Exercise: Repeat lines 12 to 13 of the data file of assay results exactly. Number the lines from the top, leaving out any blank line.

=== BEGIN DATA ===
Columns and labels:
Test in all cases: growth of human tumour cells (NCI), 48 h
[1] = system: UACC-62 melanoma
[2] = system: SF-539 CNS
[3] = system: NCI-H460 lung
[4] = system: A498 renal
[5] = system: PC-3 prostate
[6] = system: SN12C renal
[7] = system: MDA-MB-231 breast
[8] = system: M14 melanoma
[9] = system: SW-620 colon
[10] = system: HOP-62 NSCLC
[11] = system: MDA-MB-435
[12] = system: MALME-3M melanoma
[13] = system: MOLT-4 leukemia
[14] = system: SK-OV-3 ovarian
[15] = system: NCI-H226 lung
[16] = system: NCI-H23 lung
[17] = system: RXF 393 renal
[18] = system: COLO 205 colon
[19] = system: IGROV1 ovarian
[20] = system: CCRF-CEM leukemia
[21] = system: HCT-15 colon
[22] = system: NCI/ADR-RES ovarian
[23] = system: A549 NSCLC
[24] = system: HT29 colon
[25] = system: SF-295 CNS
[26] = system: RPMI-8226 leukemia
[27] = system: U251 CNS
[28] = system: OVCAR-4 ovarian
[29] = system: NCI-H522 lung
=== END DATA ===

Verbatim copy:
[10] = system: HOP-62 NSCLC
[11] = system: MDA-MB-435